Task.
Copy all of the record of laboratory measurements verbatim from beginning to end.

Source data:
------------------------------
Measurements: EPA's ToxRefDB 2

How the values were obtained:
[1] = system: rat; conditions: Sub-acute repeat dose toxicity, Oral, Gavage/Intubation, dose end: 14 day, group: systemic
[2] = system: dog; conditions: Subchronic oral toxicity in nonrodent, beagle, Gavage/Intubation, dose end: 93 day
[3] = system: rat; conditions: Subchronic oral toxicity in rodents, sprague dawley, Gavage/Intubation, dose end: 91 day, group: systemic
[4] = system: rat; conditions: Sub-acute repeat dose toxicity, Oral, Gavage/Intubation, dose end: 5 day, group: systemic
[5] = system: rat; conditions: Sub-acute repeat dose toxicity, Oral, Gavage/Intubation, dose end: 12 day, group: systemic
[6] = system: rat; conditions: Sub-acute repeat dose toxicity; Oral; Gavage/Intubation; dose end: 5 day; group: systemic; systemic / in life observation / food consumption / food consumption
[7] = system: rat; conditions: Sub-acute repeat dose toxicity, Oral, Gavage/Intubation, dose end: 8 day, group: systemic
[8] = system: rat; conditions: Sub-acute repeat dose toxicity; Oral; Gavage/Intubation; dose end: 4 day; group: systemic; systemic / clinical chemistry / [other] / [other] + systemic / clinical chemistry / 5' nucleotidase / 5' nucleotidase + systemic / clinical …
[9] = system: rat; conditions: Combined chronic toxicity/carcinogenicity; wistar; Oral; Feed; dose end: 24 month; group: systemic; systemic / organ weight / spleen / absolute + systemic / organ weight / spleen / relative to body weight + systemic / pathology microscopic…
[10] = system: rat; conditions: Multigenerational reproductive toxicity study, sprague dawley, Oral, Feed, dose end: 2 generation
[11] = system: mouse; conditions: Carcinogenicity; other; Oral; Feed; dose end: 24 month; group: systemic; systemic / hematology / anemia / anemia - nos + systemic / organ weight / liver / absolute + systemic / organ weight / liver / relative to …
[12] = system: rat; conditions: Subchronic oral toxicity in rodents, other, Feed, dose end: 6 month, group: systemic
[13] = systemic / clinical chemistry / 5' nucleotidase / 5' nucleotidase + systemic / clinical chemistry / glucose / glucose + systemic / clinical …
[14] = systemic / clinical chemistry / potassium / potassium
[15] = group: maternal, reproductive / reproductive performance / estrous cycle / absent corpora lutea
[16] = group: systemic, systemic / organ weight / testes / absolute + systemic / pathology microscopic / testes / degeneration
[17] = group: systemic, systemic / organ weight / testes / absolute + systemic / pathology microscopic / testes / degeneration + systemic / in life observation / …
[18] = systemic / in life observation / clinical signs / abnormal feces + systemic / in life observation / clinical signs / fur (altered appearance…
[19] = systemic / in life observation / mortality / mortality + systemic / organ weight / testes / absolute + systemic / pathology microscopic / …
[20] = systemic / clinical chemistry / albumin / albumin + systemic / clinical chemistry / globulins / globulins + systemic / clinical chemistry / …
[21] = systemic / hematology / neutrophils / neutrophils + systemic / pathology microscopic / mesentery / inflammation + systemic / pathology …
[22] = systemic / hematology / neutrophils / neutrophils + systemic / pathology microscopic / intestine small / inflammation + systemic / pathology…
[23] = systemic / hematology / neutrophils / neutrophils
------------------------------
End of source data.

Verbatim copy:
Measurements: EPA's ToxRefDB 2

How the values were obtained:
[1] = system: rat; conditions: Sub-acute repeat dose toxicity, Oral, Gavage/Intubation, dose end: 14 day, group: systemic
[2] = system: dog; conditions: Subchronic oral toxicity in nonrodent, beagle, Gavage/Intubation, dose end: 93 day
[3] = system: rat; conditions: Subchronic oral toxicity in rodents, sprague dawley, Gavage/Intubation, dose end: 91 day, group: systemic
[4] = system: rat; conditions: Sub-acute repeat dose toxicity, Oral, Gavage/Intubation, dose end: 5 day, group: systemic
[5] = system: rat; conditions: Sub-acute repeat dose toxicity, Oral, Gavage/Intubation, dose end: 12 day, group: systemic
[6] = system: rat; conditions: Sub-acute repeat dose toxicity; Oral; Gavage/Intubation; dose end: 5 day; group: systemic; systemic / in life observation / food consumption / food consumption
[7] = system: rat; conditions: Sub-acute repeat dose toxicity, Oral, Gavage/Intubation, dose end: 8 day, group: systemic
[8] = system: rat; conditions: Sub-acute repeat dose toxicity; Oral; Gavage/Intubation; dose end: 4 day; group: systemic; systemic / clinical chemistry / [other] / [other] + systemic / clinical chemistry / 5' nucleotidase / 5' nucleotidase + systemic / clinical …
[9] = system: rat; conditions: Combined chronic toxicity/carcinogenicity; wistar; Oral; Feed; dose end: 24 month; group: systemic; systemic / organ weight / spleen / absolute + systemic / organ weight / spleen / relative to body weight + systemic / pathology microscopic…
[10] = system: rat; conditions: Multigenerational reproductive toxicity study, sprague dawley, Oral, Feed, dose end: 2 generation
[11] = system: mouse; conditions: Carcinogenicity; other; Oral; Feed; dose end: 24 month; group: systemic; systemic / hematology / anemia / anemia - nos + systemic / organ weight / liver / absolute + systemic / organ weight / liver / relative to …
[12] = system: rat; conditions: Subchronic oral toxicity in rodents, other, Feed, dose end: 6 month, group: systemic
[13] = systemic / clinical chemistry / 5' nucleotidase / 5' nucleotidase + systemic / clinical chemistry / glucose / glucose + systemic / clinical …
[14] = systemic / clinical chemistry / potassium / potassium
[15] = group: maternal, reproductive / reproductive performance / estrous cycle / absent corpora lutea
[16] = group: systemic, systemic / organ weight / testes / absolute + systemic / pathology microscopic / testes / degeneration
[17] = group: systemic, systemic / organ weight / testes / absolute + systemic / pathology microscopic / testes / degeneration + systemic / in life observation / …
[18] = systemic / in life observation / clinical signs / abnormal feces + systemic / in life observation / clinical signs / fur (altered appearance…
[19] = systemic / in life observation / mortality / mortality + systemic / organ weight / testes / absolute + systemic / pathology microscopic / …
[20] = systemic / clinical chemistry / albumin / albumin + systemic / clinical chemistry / globulins / globulins + systemic / clinical chemistry / …
[21] = systemic / hematology / neutrophils / neutrophils + systemic / pathology microscopic / mesentery / inflammation + systemic / pathology …
[22] = systemic / hematology / neutrophils / neutrophils + systemic / pathology microscopic / intestine small / inflammation + systemic / pathology…
[23] = systemic / hematology / neutrophils / neutrophils